Few will mourn the passing of the Woden bus interchange, an ageing uninviting bit of infrastructure that at the wrong time of the day could be the wrong place to be.
So news of a start on the new integrated transport interchange is exciting, linked as it is with the eventual extension of light rail to Woden, and something the government wanted to trumpet.
What Transport Minister Chris Steel was less keen to do was reveal just how many conditions the planning authority had placed on the project which reflected just how much had been neglected or not thought through.
The government has its reasons for opting for the linear design on Callam street as opposed to sticking with the current loop system that allows a reasonable flow of buses in and out of the interchange.
The new facility needed to also be a light rail station and the current interchange site was slotted for the new multi-storey CIT campus, despite its small footprint.
The result is that limiting the interchange to Callam Street brings with it a host of traffic challenges, which the project approval lays out and will require solutions, from bus scheduling to signal synchronisation to new traffic lights.
Major intersections, such as Hindmarsh Drive with Melrose Drive and Athllon Drive, that are already problematic will be under even more pressure, and what is not mentioned is that there are major high-rise construction projects planned on all sides of the Town Centre: Hindmarsh on the east, Geocon’s WOVA on the north and Zapari and Doma on the west.
The government also proposes a new throughway in and out of the Town Centre, created by connecting Bradley and Bowe Streets, that will become a new major collector road but also a shared space between the CIT and Woden Town Square.
This will divert vehicles from Callam around the CIT, past Grand Central Towers, which no doubt it will service, and out again. But it will sever the so-called pedestrian boulevard to the Town Square from the interchange.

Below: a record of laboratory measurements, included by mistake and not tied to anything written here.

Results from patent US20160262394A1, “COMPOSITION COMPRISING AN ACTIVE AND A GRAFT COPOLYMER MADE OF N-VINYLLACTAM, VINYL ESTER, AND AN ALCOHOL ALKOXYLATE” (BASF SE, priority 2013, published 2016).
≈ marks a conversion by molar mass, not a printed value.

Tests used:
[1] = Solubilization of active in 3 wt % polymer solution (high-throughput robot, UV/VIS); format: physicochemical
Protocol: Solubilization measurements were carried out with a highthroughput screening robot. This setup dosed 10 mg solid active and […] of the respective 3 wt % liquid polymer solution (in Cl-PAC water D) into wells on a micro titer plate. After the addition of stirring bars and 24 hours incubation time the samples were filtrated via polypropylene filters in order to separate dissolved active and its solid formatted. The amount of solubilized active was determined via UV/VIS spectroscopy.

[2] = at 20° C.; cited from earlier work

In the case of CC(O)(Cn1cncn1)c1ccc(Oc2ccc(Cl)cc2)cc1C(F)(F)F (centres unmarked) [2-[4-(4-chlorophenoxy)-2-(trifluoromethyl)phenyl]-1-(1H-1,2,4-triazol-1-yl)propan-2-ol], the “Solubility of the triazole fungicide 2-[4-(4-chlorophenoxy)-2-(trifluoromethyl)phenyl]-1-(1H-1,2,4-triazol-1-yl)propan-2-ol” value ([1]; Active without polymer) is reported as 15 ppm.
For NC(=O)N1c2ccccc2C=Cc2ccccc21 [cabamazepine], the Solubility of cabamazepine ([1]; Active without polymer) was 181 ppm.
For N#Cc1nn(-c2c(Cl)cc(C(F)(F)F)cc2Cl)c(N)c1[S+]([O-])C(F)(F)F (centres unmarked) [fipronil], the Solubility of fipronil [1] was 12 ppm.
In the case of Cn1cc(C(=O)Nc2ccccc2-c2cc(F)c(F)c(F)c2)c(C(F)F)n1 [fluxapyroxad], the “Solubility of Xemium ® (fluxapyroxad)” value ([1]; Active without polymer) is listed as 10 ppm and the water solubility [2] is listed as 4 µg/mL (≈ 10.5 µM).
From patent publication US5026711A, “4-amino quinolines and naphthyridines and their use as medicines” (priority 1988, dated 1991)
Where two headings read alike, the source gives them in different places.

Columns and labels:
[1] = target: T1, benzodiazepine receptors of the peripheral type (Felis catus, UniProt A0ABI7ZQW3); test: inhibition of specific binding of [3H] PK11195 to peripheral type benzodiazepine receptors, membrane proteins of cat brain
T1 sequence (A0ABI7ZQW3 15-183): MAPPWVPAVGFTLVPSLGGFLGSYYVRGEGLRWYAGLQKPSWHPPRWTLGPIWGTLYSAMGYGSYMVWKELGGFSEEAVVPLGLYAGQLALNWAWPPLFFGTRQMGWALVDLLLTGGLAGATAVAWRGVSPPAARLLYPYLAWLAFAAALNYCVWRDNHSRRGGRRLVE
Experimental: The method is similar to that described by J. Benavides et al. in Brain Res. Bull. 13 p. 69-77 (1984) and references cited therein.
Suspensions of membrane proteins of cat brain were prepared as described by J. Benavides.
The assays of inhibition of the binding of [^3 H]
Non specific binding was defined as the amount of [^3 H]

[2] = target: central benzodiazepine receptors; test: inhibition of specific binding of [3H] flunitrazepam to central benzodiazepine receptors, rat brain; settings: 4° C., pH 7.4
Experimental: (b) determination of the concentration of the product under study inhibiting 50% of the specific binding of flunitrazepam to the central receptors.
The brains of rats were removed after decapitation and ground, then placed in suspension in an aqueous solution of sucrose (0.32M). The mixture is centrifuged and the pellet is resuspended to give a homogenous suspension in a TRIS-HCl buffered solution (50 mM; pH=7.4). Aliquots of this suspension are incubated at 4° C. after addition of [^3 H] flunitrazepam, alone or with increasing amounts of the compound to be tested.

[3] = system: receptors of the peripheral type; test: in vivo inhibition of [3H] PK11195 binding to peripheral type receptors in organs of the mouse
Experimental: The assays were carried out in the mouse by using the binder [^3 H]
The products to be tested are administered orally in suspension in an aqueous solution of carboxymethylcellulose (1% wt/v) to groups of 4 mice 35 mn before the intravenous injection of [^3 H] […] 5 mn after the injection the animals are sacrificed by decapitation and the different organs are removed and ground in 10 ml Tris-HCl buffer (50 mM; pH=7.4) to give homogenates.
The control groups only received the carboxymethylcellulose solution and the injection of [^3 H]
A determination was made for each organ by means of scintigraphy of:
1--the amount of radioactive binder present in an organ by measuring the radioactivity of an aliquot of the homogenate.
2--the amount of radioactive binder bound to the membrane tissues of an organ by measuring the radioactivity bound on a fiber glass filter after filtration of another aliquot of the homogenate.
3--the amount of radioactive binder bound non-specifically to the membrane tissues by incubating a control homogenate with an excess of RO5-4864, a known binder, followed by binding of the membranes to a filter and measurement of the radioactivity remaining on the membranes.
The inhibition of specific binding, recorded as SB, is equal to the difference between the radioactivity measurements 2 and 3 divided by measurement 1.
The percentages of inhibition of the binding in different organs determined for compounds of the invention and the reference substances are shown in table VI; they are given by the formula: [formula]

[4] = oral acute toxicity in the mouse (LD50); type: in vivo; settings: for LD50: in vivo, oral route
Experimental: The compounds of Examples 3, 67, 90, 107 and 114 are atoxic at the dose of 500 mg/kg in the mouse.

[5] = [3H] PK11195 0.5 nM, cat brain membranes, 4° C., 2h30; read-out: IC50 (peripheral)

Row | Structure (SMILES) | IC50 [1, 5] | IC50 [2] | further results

Incidentally, the approval also highlights the need for better access between the pedestrian link and the Town Square, currently a concrete staircase and a lift.
The road proposal is out for consultation.
But there is one line in the approval about the interchange structures lacking protection from the elements that should be ringing alarm bells.
If there is one thing that deters people in Canberra catching buses or light rail it’s having to stand at stops without sufficient shelter, whether it is freezing mornings like we are experience now or the blisteringly hot summer days to come.
How a project like this gets to the DA stage with a design that may not offer protections from Canberra’s extreme weather is bewildering.
The planning authority also called out the inadequate tree plantings to cover the loss of many mature trees on Callum Street, something that, given the government’s own policies on urban vegetation, the urban forest and managing climate change, is also troubling.
There are also no public toilets, something that apparently can wait until the CIT is built.
This is an important piece of public infrastructure that the people of Woden, who will number in their many thousands by the time the Town Centre boom is over, and the commuters who will use it will have to live with for a long time.
This is the siting and design the government has settled on. It will need to get the project right.